April 25, 2012
Welcome to Spring Convocation.
This is one of the most noteworthy events in the countdown to the end of the term – three days to Founders Day, six days to the end of classes, twenty days to the end of finals, and just twenty-five days before Commencement.
Convocation is also an important opportunity to honor and preserve our traditions, and to reflect on who we are as a college and who we aspire to be.
At this year’s Fall Convocation, I talked about the history of that traditional start of the academic year, beginning with the very first Fall Convocation in 1914. I explored some of the ways in which that event and Vassar have and have not changed since that time. The tradition of Spring Convocation has seen many more changes than its fall counterpart, but its historical roots are deep as well.
As long ago as the 1930s, there was in the spring what was called “Senior Chapel” with required attendance. It featured an address by the faculty member who had served as the senior class advisor. Senior Chapel also included the awarding of various prizes and honors related to academic, athletic and artistic accomplishments. It also included the singing of “Gaudeamus Igitur,” as we will do at the conclusion of today’s program.
The event had associated with it a good deal of celebration following the ceremony, referred to as “Salvé Night.” This included the singing of class songs, and what was described as “revelry”. Evidently in 1939 that revelry got somewhat out of hand, 11 members of the junior class wrote a letter to the Miscellany News that read in part: “It is with deep feeling of shame and embarrassment that we saw members of our class behaving like little bullies off campus. To pummel and annoy seniors, to push over tables and break glassware is the sort of behavior we might expect of […] storm troopers, not Vassar juniors who had been earnestly exhorted at Senior Chapel to live intelligently, and who had received from a generous, good-natured senior class, the beloved Salvé.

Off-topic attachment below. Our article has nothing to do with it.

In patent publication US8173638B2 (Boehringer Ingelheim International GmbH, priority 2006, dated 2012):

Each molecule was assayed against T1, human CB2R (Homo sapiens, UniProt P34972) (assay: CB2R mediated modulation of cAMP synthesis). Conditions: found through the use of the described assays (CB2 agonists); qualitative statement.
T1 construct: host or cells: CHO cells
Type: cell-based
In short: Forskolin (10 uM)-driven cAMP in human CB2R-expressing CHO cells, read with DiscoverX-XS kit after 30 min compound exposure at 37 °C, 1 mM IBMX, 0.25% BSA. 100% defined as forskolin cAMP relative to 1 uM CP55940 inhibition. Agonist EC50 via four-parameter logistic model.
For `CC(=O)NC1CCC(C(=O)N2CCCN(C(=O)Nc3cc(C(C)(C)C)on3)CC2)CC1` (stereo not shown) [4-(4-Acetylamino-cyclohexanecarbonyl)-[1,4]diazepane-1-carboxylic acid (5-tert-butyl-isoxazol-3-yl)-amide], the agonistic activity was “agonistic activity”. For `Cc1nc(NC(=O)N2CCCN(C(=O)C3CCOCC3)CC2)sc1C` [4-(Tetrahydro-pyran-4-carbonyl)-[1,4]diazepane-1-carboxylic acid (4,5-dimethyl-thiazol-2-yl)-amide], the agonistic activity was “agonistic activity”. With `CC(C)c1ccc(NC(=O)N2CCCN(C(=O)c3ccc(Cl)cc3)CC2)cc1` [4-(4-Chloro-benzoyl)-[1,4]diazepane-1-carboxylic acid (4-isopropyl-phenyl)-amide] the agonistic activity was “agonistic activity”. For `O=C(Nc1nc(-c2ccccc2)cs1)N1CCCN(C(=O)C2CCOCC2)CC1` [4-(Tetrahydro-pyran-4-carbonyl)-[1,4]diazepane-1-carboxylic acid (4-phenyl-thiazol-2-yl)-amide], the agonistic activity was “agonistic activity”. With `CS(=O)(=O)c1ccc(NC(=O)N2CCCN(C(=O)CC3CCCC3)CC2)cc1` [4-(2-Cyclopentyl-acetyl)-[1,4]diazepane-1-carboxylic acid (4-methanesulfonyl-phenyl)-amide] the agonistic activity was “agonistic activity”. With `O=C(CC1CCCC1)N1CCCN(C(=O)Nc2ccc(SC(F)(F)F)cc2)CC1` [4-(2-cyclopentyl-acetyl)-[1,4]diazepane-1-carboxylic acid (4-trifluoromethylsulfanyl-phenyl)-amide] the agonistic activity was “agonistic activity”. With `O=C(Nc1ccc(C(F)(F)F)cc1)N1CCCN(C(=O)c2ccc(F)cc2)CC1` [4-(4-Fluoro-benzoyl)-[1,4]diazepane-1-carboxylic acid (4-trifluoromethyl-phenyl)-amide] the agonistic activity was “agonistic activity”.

The “Salvé” referred to was the traditional tribute – “hail” in Latin – from the outgoing senior class to the junior class, and a salutation that still makes a regular appearance at Vassar, particularly at Reunion among the older classes. In any event, the celebration on “Salvé Night” continued to be excessive. Five years later, in 1944, it was reported that “The Junior Class has been asked in a recent class meeting to restrain the merriment within the bounds of reason and propriety, and to exclude the Juliet, the Alumnae House and the [Library] from the celebration grounds.”